Has anyone else been feeling a little hopeless lately? I know I have. I’ve been feeling like the problems I see in the world are so big that surely there is nothing I can do to change the tides. Yes, donating to worthy causes, volunteering for charitable organizations, voting and becoming an active citizen are great ways to initiate change. But (blame it on my millennial-ness), I wanted to come up with a list of things I could do right now, in the midst of my day-to-day routine.
The title of this post reads “7 simple things you can do” but it should be “7 simple things I can do” because I do not pretend at all that I’m in the habit of doing any of these. This post honestly was born from a thought process on how I could improve the world with my presence. I thought I would share what I came up with in case anyone else is feeling like I feel and looking for meaningful yet simple ways to initiate positive change:
1. Respond to rudeness with kindness
Like all of these, this is so easy to say, yet so difficult to do. When someone cuts you off in traffic or makes a rude comment at work, online or in public, it’s natural instinct (at least it’s my natural instinct) to fight back. Why are people rude in the first place? When I’m not at my best, it’s usually not because of whatever the other person did, it’s because of whatever is going on in my life or my head that’s causing me to feel down. By letting our pride go and recognizing where the behavior is coming from, I think we could significantly improve someone’s attitude just by doing the unexpected and showing kindness.
Please don’t misinterpret this as a call to not stand up for ourselves or others or let hate spread unchecked – that’s not at all what I mean. I’m just saying that all of us have bad days and probably say things we don’t mean or act in ways which we are not proud, so let’s give each other a break when we can.
2. Say something nice to a stranger
Have you ever received a compliment from a friend or family member and brushed it off without thinking? Many of us, especially women, are taught to be modest to the point of self-depredation. While we should believe and accept a compliment received no matter who it is from, when we receive a compliment from a stranger it’s hard not to believe them. After all, they have no reason to compliment us. My day was made on more than one occasion just from something nice a stranger said. So – let’s share the love!
3. Check your online habits
How many times have you read a story about a mother whose child was turned into a nasty meme and spread across the internet? Or of someone who has been the victim of a troll campaign, their crime being to simply exist? These stories are heartbreaking, but one of the easiest things we can do to stop them is to make sure we are never a part of the problem. Taking it one step further, we can use our online presence to promote positivity and acceptance instead of negativity and divisiveness.
Here a few online rules I try to follow: Don’t defame or make fun of someone, do not share a meme or gif of anyone that is not a public figure, and in general try to keep things positive rather than nasty.
4. Ask someone their name
Anyone seen the episode of Girls where Mimi-Rose creates an art exhibit around the concept of asking people their name? Lightbulb moment! Asking someone their name immediately puts you on a more personal level.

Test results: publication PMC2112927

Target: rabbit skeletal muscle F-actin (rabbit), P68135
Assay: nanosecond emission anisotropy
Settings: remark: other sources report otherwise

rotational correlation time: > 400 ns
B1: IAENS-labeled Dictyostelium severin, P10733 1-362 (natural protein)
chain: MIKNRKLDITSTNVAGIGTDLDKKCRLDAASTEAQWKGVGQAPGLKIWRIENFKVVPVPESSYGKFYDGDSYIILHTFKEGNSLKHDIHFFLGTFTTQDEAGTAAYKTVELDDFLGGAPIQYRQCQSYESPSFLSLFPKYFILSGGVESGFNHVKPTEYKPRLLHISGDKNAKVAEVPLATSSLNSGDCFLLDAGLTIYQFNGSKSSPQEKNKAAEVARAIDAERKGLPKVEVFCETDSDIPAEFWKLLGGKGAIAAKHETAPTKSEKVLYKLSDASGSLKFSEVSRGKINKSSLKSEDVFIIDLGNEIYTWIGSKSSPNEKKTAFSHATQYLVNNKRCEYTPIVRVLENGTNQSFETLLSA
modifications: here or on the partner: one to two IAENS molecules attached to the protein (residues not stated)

5. Put down the phone
If you have 15 minutes, I highly recommend this discussion about millennials in the workplace. The speaker, Simon Sinek, discusses how our addiction to our phones inhibits creativity, innovation, personal connection and social aptitude. Amazing things can happen when we put our phones down and take a look around. I did this one day at the vet; I had my phone out and there was an elderly man sitting beside me. I could feel he was lonely, and I decided to put my phone away. He immediately started talking to me and I found out he was a World War II veteran, had been married to his now deceased wife for nearly 50 years, and was at the vet to collect the ashes of his recently passed dog. I asked his name (why was it so scary to do that?). As I headed out after my dog’s appointment, the woman at the front desk said, “Thank you so much for talking to that man earlier, his dog was his life and he is devastated right now.” I almost cried. My conversation with him made my day better and I knew then it made his better too.
6. Question anything you read (and think twice before sharing)
Fake news is everywhere, people. Not just fake news, but articles, Facebook and blog posts filled with unsourced facts and faulty information. Don’t believe everything you read. Just because your friend on Facebook shared a photo that said “new studies show broccoli is bad for you” doesn’t mean it is true. Do your own research; double-check facts in articles. Even a simple Google search can confirm or debunk a lot of information. Be a source of truth.
7. Pray for the people you just plain don’t like
This also is a hard one. Really hard at times. As hard as it is, prayer can lead to clarity and understanding (and much more of course). And whether or not you believe in a higher being, praying for your enemies can at least help put you into a better mindset.
One of the best lessons I learned in college came from an elective class called “Life Choices.” We cannot control other people’s actions – we can only control how we respond to people’s actions. It’s such a simple concept, and such a true one, but in practice so difficult to implement. But how freeing it is when we truly understand this realization. That’s what most if not all of this list is about, remembering that the only person whose actions we can control are our own, and trying to make our actions positive and productive.
I know there are so many more simple things we can do to improve the world that don’t require time or money. I want to hear YOUR suggestions!